By Jake Rossen
By Jesse Marx
By Michelle LeBow
By Alleen Brown
By Maggie LaMaack
By CP Staff
By Jesse Marx
The old adage says you can choose your friends, but you can't choose your relatives. As a lesbian mother, I know that the adage can be deceiving. In gay families we often choose both our friends and our relatives, and sometimes they are the same people.
The idea of chosen family is one that predates the current boom in lesbian and gay parenting. While in recent years, large numbers of lesbian and gay couples have chosen to bring children into their families through artificial insemination or adoption, people within the gay community have for generations spoken of their "gay families": friendship networks with whom they shared holidays, important events, joy, and pain. Sometimes, gay people have formed chosen families in response to the loss of their families of origin. Many lesbians and gay men who have been disowned by their birth families look to chosen friends to give and receive familial love and support.
But even lesbians and gay men who have not become totally estranged from parents and siblings still sometimes find they need something more from family. Many who maintain relationships with their families of origin find that those relationships are strained by the family's discomfort with homosexuality. As heterosexual siblings form their own families, some lesbians and gay men have found that their parents more easily accept their siblings' spouses and children into the extended family, granting a level of kinship denied to the gay offspring's partner.
My own parents disavowed their kinship with me when I came out to them. They have also made great efforts to ensure that my siblings and extended family removed me from the fold as well. At different times and to different degrees, some of my extended family have indeed shunned me and my spouse, Stacy. Meanwhile, I have developed strong, familial relationships with people whose genes and history I do not share.
Our decision to have children added another element to this dynamic. Those of us in planned lesbian and gay families don't just decide to become parents, as straight couples do. It's not that simple for us. We have neither legal nor social structures to support our families. Generally, only one member of a lesbian or gay couple has any legally and socially recognized relationship to a child. A lot of Heathers have two mommies, but only the biological mother is universally recognized as the child's parent. As a result, both individuals in a gay or lesbian couple must make a conscious choice to be a parent. It is a powerful choice, and an awesome one.
Recognizing that we have that power to choose a life of parenting makes many of us prochoice in our extended family as well. We give a lot of thought to who our children's extended family will be.
When Stacy and I were in college, we had become friends with a couple of graduate students, Javed and Neeraj. We met them shortly after they arrived from Delhi with their almost-two-year-old son, Badal. Our friendship with them grew during the years we all lived in Montreal, and it continued after we moved to New York and they returned to India. We met and befriended Neeraj's sister and her family, who moved to our area. We rejoiced when Neeraj and Javed had another baby, and bemoaned the fact that we weren't with them. We saved up and managed to visit them in Delhi once. We saw them as well when they could get here, and stayed in touch with infrequent phone calls and letters. We felt very close to them in spite of the distance. We often commented that Nareej and Javed were "like family," but we didn't go the extra step of defining our bond with them as truly a kinship relationship.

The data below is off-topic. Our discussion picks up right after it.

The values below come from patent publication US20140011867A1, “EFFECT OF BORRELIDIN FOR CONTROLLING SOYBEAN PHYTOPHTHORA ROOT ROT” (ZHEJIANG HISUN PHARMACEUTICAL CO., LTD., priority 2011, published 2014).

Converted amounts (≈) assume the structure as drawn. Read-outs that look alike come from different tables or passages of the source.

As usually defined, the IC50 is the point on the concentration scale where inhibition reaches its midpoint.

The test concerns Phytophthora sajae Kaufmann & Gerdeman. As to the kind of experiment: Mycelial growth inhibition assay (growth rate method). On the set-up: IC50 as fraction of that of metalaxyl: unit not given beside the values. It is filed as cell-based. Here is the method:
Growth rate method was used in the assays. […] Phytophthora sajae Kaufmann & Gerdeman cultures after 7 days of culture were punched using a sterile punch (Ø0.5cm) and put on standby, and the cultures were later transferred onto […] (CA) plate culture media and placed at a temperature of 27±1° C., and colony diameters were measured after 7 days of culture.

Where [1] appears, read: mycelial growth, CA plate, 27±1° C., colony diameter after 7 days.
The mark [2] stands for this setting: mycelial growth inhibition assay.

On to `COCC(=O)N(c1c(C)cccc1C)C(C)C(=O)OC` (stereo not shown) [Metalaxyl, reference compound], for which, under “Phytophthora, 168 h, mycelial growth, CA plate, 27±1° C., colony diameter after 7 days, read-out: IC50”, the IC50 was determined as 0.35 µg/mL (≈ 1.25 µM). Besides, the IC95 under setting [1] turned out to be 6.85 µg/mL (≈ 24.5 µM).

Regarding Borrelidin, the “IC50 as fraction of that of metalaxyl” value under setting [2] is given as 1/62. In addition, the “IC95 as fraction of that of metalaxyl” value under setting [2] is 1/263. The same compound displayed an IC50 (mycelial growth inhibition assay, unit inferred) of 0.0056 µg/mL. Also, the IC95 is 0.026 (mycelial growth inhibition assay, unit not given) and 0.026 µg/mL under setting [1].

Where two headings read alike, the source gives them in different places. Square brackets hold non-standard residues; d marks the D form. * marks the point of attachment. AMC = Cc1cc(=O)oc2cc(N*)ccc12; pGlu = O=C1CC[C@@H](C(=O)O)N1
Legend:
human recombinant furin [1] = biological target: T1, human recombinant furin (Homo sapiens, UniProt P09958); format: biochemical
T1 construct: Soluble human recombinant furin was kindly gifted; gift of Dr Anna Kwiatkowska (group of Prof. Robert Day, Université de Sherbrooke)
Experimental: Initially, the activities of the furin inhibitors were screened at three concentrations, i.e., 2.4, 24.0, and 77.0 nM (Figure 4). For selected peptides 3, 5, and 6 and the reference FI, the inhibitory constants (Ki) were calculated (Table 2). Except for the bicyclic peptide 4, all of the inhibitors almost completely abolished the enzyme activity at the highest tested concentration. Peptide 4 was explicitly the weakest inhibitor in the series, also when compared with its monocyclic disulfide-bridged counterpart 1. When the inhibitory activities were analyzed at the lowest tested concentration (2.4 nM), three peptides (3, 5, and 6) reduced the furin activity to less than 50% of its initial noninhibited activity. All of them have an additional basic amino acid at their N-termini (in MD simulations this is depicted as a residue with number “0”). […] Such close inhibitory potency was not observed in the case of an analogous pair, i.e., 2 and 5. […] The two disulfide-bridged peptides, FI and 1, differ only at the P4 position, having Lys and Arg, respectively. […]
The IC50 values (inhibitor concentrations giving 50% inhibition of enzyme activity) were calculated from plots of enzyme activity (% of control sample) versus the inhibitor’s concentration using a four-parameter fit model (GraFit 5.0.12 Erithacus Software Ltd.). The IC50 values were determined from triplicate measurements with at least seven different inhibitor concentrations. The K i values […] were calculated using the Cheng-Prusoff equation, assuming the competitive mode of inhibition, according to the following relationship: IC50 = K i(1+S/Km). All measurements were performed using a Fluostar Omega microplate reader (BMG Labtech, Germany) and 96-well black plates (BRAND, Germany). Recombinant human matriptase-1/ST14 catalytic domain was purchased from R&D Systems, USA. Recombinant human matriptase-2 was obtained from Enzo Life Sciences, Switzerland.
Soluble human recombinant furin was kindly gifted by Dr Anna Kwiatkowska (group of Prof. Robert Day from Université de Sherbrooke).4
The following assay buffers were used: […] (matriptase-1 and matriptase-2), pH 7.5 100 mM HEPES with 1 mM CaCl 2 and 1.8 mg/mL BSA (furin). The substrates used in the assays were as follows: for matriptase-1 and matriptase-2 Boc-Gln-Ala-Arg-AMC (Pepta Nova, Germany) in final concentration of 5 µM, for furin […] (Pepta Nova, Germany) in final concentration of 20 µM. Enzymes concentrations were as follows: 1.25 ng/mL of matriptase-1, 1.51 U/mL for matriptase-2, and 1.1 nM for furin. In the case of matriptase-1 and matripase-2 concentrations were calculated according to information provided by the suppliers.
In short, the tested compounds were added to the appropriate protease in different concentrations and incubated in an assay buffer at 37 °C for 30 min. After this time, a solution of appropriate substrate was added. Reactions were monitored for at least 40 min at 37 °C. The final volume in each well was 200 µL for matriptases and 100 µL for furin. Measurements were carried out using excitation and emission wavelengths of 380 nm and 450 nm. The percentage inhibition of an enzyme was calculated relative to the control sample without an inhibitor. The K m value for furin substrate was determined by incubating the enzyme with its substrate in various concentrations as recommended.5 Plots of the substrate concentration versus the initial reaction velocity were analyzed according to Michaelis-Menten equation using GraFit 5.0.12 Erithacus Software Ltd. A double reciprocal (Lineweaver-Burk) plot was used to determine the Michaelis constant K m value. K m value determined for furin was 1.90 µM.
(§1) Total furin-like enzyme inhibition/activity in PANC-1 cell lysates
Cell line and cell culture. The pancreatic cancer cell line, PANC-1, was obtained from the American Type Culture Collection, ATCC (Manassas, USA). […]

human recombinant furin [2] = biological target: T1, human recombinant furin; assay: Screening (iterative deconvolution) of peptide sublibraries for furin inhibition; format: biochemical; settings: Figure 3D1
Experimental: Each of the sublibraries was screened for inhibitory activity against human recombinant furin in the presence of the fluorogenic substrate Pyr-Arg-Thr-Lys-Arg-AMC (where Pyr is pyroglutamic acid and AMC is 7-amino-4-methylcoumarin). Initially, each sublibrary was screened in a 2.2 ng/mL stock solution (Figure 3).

Badal spent the summer he was eleven in the United States. He split his time between us and his aunt and uncle in New Haven. He went to work with me a couple of days, with Stacy more often, and we took him visiting people and places. We all had a great time. We did, however, sometimes have difficulty explaining who he was. When I said that he was my friends' son visiting from India, people were confused. Coming that far for that long did not seem like something friends usually did.
I stopped referring to Badal and his brother Kabeer as "my friends' kids" when I was pregnant with Doran, our own eldest child. They were living for a year in Montreal, where Javed had gotten a visiting professor position. The boys came to stay with us for a couple of weeks, and they were very excited about my pregnancy. They kept talking about what their new cousin would be like. Suddenly, the relationship became clear. I realized that they were not pretending that the new baby would be their cousin or saying that that was what they wished. They were naming a kinship that already existed.
Kabeer and Badal have been our nephews ever since. When Doran was born, Neeraj came to New York for a while to help us get settled. She was quite clear that she wanted Doran to learn to call her aunt. What's more, she wanted him to do so in Hindi, a language which has five different words that translate to "aunt" in English. The one she knew was the right term is the one that means "mother's sister."
In addition to Javed and Neeraj, we have other friends whom we have chosen, and who have chosen us, as family. My children have close and loving relationships with aunts, uncles, and cousins: near and far, inherited and chosen, biological and otherwise.
Of course, heterosexuals choose relatives, too. A married person's closest relative is his or her spouse, a chosen relative. The wedding day is when all the relationships change. An uncle's girlfriend turns into an aunt; a boyfriend's parents are suddenly in-laws. And a couple is now each other's next of kin.
It is much the same with gay people, although there may be no event to give a date to the transformation. Marriage is a social construct as well as a legal and religious one, and same-sex couples form marriages, too. We voluntarily assume the same responsibilities toward each other that straight married couples do. For some gay couples, the religious or ceremonial element is important, and many do, in fact, choose to have weddings. Whether or not we choose to commemorate the marriage with a ceremony marking its commencement or anniversary, the marriage relationship exists.